Dollar Drops to Open Jackson Hole Week, Gold Probes Highest YTD Close
- US Dollar Index trades lower to start week as CFTC data shows bearish bets highest in 4 years
- Metals extend their best rally in 3-years as China data continues to support Bull’s thesis
- USD set to be favored funding currency for carry trade vs. EMFX as commodities rally
- Sentiment Highlight concern for US concern for US equities continuation as bulls start to parade
Two sides of the same coin are that it is no fun to be a bull in a bear market and joy is equally lacking for those who insist on being a bear in a bull market. The latter has claimed many stock pickers who think, ‘this time is different.’ While the US Dollar is not in a bear market by traditional standards, many traders anticipating a bottom to be put in continue to find new sellers at a time they thought the stock of new sellers were running out.
On Friday, data from the CFTC showed that the net-short position on Dollar Index has swelled to the highest in four years. The extreme number of bearish bets makes some think a turnaround is just around the corner, but it is worth noting that without a catalyst for the Bulls, the most crowded trade in FX may become more crowded.
Of recent focus in the world of USD monetary policy is the acknowledgment that Gary Cohn, former president of Goldman Sachs and current National Economic Council Chairman for the Trump Administration is the likely front-runner for the Federal Reserve Chair job due for possible replacement of Chairwoman Yellen in early 2018.
The significance worth noting is that from evidence in times past, Mr. Cohn has seemingly struck a dovish tone that would favor fewer hikes than the three per year that the Fed Dot Plot has signaled as the median view through the end of 2019. Should a more dovish Cohn move closer to the head of the table at the Fed, there could be new reasons yet to keep the DXY trend moving lower, which would likely take USD/JPY to new 2017 lows below 108.13 and EUR/USD awfully close to 1.20.
For now, most FX focus is on the rebound from late Friday volatility and in anticipation of the Kansas City Federal Reserve Annual Jackson Hole Policy Symposium. Ironically, Jackson Hole is expected to provide the greatest bout of volatility to the EUR based on implied volatility/ options readings. Outside of FX, the global market focus has been on Emerging Markets, which continue to outshine their developed market counterparts and base metals in the commodities sphere. Base metals are working to extend their best rally in three years as Zinc is trading near a 10-year high and Copper is trading at the highest levels since 2014. Not to be outdone, and correlated strongly to the Australian Dollar, Iron Ore delivered to Qingdao, China is trading near $80, accounting for a ~50% rise from the low of $53.36 that was seen on June 13. In the last six weeks, base metals have become the envy of the global macro landscape as they have climbed in the past six weeks on a nice mixture of faster global economic growth led by Chinese demand, a weaker US dollar and shrinking supplies led by China’s reduction of rogue supplies.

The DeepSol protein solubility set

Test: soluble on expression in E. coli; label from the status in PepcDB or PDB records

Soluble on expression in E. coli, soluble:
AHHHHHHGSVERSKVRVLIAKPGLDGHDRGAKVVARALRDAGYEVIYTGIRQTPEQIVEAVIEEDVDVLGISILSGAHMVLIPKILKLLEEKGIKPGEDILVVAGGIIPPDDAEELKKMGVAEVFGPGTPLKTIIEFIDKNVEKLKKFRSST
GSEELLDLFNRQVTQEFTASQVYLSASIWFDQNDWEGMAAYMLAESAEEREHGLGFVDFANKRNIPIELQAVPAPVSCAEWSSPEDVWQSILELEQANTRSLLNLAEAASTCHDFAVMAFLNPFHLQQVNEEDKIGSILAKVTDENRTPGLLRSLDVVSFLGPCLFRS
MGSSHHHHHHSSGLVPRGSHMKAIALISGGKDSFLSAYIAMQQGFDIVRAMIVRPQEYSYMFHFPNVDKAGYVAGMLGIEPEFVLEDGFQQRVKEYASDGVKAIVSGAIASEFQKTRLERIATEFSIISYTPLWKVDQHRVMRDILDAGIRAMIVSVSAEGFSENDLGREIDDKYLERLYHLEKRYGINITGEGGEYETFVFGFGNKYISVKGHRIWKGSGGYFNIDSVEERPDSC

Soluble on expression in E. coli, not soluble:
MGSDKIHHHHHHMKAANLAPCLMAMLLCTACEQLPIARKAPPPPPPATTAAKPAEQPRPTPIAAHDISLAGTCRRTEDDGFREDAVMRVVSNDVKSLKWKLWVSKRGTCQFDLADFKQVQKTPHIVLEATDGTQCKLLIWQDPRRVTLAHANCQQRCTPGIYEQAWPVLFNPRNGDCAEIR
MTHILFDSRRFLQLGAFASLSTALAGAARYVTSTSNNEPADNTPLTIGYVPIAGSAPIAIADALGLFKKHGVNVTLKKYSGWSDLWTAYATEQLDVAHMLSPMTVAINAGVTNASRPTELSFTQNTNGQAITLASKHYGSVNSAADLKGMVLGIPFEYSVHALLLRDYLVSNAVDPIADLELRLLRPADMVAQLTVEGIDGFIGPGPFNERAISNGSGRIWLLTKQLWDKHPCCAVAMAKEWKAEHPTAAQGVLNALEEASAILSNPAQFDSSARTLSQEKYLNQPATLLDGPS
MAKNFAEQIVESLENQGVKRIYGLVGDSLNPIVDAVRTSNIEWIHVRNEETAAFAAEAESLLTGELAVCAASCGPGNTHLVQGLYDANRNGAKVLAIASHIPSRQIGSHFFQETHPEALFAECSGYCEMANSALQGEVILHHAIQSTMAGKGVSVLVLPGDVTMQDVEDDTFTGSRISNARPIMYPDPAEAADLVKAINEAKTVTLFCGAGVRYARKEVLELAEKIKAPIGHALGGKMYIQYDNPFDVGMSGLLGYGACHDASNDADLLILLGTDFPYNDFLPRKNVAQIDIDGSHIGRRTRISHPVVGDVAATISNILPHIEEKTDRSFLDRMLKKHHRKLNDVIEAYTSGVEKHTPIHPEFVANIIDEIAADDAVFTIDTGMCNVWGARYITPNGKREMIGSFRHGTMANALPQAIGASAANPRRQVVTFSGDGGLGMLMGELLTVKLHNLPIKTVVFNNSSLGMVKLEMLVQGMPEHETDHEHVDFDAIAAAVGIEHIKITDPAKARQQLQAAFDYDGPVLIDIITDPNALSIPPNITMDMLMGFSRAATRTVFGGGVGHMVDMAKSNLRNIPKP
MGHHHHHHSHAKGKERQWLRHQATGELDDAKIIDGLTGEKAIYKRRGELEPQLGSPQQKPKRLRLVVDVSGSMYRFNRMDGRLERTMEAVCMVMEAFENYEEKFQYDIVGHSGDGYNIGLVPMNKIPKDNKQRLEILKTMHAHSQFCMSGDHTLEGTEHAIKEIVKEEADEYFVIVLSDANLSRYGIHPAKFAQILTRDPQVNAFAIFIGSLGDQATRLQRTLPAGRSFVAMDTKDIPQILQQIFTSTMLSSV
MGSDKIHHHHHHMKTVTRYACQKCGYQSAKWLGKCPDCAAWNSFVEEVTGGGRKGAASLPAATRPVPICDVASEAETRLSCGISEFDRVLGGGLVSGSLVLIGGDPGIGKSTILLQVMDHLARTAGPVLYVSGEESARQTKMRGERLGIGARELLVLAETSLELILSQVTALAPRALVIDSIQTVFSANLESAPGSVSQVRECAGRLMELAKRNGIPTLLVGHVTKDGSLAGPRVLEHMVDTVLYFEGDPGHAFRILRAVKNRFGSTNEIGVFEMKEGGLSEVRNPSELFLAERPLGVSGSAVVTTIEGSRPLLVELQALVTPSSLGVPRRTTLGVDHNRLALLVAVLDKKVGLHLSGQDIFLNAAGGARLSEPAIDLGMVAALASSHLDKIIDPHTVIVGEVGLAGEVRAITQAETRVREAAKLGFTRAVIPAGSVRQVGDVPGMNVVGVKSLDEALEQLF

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While Gold has lacked the dizzying climb seen in base metals and digital currencies like Etherium, Bitcoin, and Bitcoin Cash, the latter which rose 67% last week, respect is required. Gold is working on the highest close of 2017, and such a fate would be obtained if a close above 1,293.10 that was seen on June 6 is realized. Like EMFX and Base Metals, Gold and other precious metals are benefitting from the weak USD and the ever-present geopolitical uncertainties of 2017.
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FX Closing Bell Top Chart: Gold works on highest YTD close, currently at 1,293.10
Chart Created by Tyler Yell, CMT
Tomorrow's Main Event:EUR Euro-Zone ZEW Survey (Economic Sentiment) (AUG)
IG Client Sentiment Highlight:Concern for US Equities Continuation As Bulls Start to Parade
The sentiment highlight section is designed to help you see how DailyFX utilizes the insights derived from IG Client Sentiment, and how client positioning can lead to trade ideas. If you have any questions on this indicator, you are welcome to reach out to the author of this article with questions at email@example.com.
Wall Street: Retail trader data shows 31.0% of traders are net-long with the ratio of traders short to long at 2.23 to 1. The number of traders net-long is 4.6% lower than yesterday and 80.7% higher from last week, while the number of traders net-short is 3.9% lower than yesterday and 15.3% lower from last week.
We typically take a contrarian view to crowd sentiment, and the fact traders are net-short suggests Wall Street prices may continue to rise. Positioning is more net-short than yesterday but less net-short from last week. The combination of current sentiment and recent changes gives us a further mixed Wall Street trading bias (emphasis added).
Written by Tyler Yell, CMT, Currency Analyst & Trading Instructor for DailyFX.com
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